Spokane Valley Mayor Rich Munson didn’t shy away from the city’s controversies Wednesday evening when he pronounced the state of the city “very good.”
The first topic he covered in his annual assessment of the city’s condition was its need for Spokane County to build a new $170 million sewage treatment plant in time to prevent a construction moratorium based on lack of treatment capacity.
Munson addressed about 60 people, mostly public officials, at the city’s CenterPlace Regional Event Center – which he said has been “a tremendous success.”
Despite projections of a $300,000-a-year operating loss, the shortfall was slightly less than $100,000 in 2007 and had dropped almost to $20,000 last year, he said.
Another success, Munson said, is that the city’s 89 full-time and 22 part-time employees represent the lowest ratio of employees to citizens in the state.
“It means we’re lean and mean,” Munson said. “It also means we won’t be laying off any of our staff. They’ve got plenty to do.”
Although the city has had several disagreements with county commissioners over contracts for services and other issues, Munson said “all the stakeholders are working very hard” to obtain a permit for a new county sewage plant to discharge treated effluent into the Spokane River.
“The problem is that not everybody agrees with us,” he said.
Munson said he fears environmental groups will file a lawsuit to block a discharge permit. But he hoped the critics would be persuaded by efforts to show them how important the permit is to the city, which relies on Spokane County’s limited allocation of capacity at the Spokane municipal treatment plant.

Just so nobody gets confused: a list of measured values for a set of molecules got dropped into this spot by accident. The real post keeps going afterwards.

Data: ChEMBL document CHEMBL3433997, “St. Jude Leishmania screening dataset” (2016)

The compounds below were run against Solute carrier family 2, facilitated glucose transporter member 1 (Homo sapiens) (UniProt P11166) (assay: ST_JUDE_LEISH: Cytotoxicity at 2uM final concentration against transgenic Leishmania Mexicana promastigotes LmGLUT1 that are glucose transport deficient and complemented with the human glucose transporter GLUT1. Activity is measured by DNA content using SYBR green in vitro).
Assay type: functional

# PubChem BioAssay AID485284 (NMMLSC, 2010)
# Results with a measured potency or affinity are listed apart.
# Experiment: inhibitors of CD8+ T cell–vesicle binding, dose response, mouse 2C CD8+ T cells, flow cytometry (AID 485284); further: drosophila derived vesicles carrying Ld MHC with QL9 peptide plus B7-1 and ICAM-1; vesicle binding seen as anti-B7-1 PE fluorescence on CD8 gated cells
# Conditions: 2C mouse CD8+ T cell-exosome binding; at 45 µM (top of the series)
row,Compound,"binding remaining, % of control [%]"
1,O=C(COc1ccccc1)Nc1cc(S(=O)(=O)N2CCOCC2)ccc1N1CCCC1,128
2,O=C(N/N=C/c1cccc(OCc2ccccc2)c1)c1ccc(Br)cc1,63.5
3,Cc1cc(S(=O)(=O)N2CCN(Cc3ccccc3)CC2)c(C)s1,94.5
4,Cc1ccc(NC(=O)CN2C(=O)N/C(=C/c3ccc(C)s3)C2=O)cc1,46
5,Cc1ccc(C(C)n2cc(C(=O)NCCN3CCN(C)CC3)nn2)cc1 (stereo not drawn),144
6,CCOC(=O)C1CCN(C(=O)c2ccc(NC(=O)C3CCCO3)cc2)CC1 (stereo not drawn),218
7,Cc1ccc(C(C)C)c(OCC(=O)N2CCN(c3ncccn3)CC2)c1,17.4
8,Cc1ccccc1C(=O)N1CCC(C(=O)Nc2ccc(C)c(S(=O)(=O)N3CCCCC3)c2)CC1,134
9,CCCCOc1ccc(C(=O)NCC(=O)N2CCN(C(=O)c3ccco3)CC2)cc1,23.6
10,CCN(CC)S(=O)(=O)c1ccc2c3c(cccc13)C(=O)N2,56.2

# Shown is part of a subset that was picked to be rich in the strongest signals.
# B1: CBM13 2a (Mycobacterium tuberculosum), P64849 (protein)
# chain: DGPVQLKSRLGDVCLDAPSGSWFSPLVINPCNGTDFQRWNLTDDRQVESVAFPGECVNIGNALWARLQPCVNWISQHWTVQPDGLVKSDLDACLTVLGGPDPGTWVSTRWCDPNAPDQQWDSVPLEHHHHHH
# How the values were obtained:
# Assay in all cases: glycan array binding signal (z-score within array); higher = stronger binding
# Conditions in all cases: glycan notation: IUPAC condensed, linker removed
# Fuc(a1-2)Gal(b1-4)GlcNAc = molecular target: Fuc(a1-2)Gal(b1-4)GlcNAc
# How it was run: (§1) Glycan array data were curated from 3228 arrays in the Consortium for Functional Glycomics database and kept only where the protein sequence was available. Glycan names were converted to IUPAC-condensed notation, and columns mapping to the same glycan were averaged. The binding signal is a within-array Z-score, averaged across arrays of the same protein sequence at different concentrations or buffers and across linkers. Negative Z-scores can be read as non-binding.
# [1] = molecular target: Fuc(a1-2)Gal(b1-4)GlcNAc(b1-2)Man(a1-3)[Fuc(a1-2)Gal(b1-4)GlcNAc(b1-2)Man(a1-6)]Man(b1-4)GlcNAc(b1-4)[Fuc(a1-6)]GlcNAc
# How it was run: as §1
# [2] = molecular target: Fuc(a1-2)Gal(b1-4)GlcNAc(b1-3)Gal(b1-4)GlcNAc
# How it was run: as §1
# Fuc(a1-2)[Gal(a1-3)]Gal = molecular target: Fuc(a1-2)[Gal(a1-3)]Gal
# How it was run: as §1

Referring to a story in Wednesday’s Spokesman-Review, Munson acknowledged city and county are disputing hundreds of thousands of dollars under a contract in which the Sheriff’s Office provides police service in Spokane Valley.
The city believes the county charged $609,000 too much in 2006, and the county says the city will owe the county $1.6 million by the end of the year if it continues to withhold a portion of the money it owes.
“We will mediate it and we will settle it, hopefully before the end of the year,” Munson promised.
He got a round of applause when he credited the city’s crime-fighting efforts with moving Spokane Valley from No. 131 to No. 87 in a list of the safest cities in the nation.
As for county commissioners’ decision in December to cancel the county’s contract to plow city streets next winter, Munson said city officials have requested a one-year extension to allow more time to find an alternative.
One way or another, he said, city streets will be plowed.
“Pray God we don’t have another winter like this one,” he added.